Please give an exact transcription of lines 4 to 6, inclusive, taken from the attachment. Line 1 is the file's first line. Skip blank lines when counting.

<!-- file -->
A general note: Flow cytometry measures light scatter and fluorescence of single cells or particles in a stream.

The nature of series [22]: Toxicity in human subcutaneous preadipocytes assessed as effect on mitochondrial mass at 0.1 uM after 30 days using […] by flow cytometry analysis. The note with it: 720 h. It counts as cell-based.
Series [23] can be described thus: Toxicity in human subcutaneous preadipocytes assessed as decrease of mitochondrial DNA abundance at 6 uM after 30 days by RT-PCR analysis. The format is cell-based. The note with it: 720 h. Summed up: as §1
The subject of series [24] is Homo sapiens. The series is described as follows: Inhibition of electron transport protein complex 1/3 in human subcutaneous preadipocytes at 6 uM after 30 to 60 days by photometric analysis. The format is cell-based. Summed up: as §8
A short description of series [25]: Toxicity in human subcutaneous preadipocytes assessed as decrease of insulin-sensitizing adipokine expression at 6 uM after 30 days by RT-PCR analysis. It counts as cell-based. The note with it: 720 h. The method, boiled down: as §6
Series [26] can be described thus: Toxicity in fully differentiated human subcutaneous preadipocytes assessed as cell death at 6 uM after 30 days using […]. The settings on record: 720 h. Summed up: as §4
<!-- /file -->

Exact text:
The subject of series [24] is Homo sapiens. The series is described as follows: Inhibition of electron transport protein complex 1/3 in human subcutaneous preadipocytes at 6 uM after 30 to 60 days by photometric analysis. The format is cell-based. Summed up: as §8
A short description of series [25]: Toxicity in human subcutaneous preadipocytes assessed as decrease of insulin-sensitizing adipokine expression at 6 uM after 30 days by RT-PCR analysis. It counts as cell-based. The note with it: 720 h. The method, boiled down: as §6
Series [26] can be described thus: Toxicity in fully differentiated human subcutaneous preadipocytes assessed as cell death at 6 uM after 30 days using […]. The settings on record: 720 h. Summed up: as §4